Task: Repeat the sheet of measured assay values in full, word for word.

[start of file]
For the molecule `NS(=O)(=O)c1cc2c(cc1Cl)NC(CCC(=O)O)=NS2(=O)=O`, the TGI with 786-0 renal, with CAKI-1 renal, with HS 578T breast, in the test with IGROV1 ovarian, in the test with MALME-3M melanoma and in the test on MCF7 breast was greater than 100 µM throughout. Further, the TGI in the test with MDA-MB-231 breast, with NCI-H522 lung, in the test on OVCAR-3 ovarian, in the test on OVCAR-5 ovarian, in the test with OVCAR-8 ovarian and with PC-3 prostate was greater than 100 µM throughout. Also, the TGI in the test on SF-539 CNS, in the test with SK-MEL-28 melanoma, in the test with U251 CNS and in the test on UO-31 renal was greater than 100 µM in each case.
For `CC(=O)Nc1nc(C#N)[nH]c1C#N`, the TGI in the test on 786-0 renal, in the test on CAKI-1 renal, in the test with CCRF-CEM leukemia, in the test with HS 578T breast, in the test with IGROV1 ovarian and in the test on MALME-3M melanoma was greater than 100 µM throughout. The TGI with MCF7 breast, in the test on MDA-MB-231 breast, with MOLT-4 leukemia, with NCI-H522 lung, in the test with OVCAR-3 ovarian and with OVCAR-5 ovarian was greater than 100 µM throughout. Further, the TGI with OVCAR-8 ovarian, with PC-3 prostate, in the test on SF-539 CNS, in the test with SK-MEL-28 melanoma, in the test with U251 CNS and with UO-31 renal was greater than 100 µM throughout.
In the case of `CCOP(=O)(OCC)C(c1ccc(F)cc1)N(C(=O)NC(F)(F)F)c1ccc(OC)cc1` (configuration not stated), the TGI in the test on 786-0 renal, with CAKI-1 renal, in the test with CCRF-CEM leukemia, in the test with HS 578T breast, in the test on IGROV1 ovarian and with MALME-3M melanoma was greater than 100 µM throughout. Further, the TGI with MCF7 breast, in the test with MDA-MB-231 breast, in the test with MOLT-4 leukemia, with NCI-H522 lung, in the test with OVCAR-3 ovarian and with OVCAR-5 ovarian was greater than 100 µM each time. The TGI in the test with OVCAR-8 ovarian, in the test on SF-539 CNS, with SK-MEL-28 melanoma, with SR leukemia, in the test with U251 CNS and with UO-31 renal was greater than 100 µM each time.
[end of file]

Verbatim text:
For the molecule `NS(=O)(=O)c1cc2c(cc1Cl)NC(CCC(=O)O)=NS2(=O)=O`, the TGI with 786-0 renal, with CAKI-1 renal, with HS 578T breast, in the test with IGROV1 ovarian, in the test with MALME-3M melanoma and in the test on MCF7 breast was greater than 100 µM throughout. Further, the TGI in the test with MDA-MB-231 breast, with NCI-H522 lung, in the test on OVCAR-3 ovarian, in the test on OVCAR-5 ovarian, in the test with OVCAR-8 ovarian and with PC-3 prostate was greater than 100 µM throughout. Also, the TGI in the test on SF-539 CNS, in the test with SK-MEL-28 melanoma, in the test with U251 CNS and in the test on UO-31 renal was greater than 100 µM in each case.
For `CC(=O)Nc1nc(C#N)[nH]c1C#N`, the TGI in the test on 786-0 renal, in the test on CAKI-1 renal, in the test with CCRF-CEM leukemia, in the test with HS 578T breast, in the test with IGROV1 ovarian and in the test on MALME-3M melanoma was greater than 100 µM throughout. The TGI with MCF7 breast, in the test on MDA-MB-231 breast, with MOLT-4 leukemia, with NCI-H522 lung, in the test with OVCAR-3 ovarian and with OVCAR-5 ovarian was greater than 100 µM throughout. Further, the TGI with OVCAR-8 ovarian, with PC-3 prostate, in the test on SF-539 CNS, in the test with SK-MEL-28 melanoma, in the test with U251 CNS and with UO-31 renal was greater than 100 µM throughout.
In the case of `CCOP(=O)(OCC)C(c1ccc(F)cc1)N(C(=O)NC(F)(F)F)c1ccc(OC)cc1` (configuration not stated), the TGI in the test on 786-0 renal, with CAKI-1 renal, in the test with CCRF-CEM leukemia, in the test with HS 578T breast, in the test on IGROV1 ovarian and with MALME-3M melanoma was greater than 100 µM throughout. Further, the TGI with MCF7 breast, in the test with MDA-MB-231 breast, in the test with MOLT-4 leukemia, with NCI-H522 lung, in the test with OVCAR-3 ovarian and with OVCAR-5 ovarian was greater than 100 µM each time. The TGI in the test with OVCAR-8 ovarian, in the test on SF-539 CNS, with SK-MEL-28 melanoma, with SR leukemia, in the test with U251 CNS and with UO-31 renal was greater than 100 µM each time.